Elderly parents are most likely to be in touch on a regular basis with their eldest daughter if they have several children. Just a decade ago it was most likely to be the son and heir, signaling seismic changes in social attitudes.
The findings come from a report by the Korea Institute for Health and Social Affairs and Seoul National University's Institute of Social Development and Policy Research released last week.
Some or 36 percent of 541 elderly respondents with adult children said they keep mostly in touch with their eldest daughters, be it by phone, letter or the Internet.
Next came eldest sons (33.8 percent), second or younger sons (14.4 percent), second or younger daughters (12.9 percent), and eldest daughters-in-law (0.9 percent).
More respondents a decade ago said they wanted to be supported by their sons rather than daughters. But now most do not care. Some 38.5 percent of parents said any of their children are responsible for supporting them, up from 30.6 percent in 2006. Only 22.5 percent relied on their eldest son, down from 28.8 percent a decade ago.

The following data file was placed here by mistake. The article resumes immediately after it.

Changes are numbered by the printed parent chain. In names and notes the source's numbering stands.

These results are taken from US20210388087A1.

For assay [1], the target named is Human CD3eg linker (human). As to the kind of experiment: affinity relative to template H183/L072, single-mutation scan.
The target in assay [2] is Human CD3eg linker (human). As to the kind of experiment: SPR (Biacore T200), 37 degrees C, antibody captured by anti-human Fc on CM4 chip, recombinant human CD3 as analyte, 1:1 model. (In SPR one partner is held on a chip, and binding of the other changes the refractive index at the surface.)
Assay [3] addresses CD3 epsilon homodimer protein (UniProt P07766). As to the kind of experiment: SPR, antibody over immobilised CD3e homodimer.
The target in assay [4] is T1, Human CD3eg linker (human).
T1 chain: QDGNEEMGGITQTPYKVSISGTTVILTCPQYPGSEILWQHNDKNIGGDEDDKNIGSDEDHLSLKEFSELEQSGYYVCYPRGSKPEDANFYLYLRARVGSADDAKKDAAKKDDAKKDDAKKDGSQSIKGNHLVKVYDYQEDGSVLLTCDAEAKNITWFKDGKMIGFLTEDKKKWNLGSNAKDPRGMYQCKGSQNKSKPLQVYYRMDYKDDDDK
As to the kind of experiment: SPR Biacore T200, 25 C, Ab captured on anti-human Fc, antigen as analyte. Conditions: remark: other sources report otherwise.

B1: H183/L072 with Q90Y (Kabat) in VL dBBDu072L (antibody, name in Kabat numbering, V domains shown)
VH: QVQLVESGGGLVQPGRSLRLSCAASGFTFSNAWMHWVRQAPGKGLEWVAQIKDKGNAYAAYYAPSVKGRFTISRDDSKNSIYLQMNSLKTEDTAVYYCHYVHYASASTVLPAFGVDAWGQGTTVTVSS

Support for the patriarchal family structure is waning. Some 78.1 percent of respondents still said the father's authority must be respected, but that was down from 84.3 percent a decade ago.
Only 40.8 percent said they need a son to carry on the family lineage, down from 56.7 percent 10 years ago. Only 35 percent felt husbands should be older than their wives.
"This suggests that there is a rapid change in the traditional patriarchal family as more people decide to stay single," said Lee Sang-lim of the KIHASA.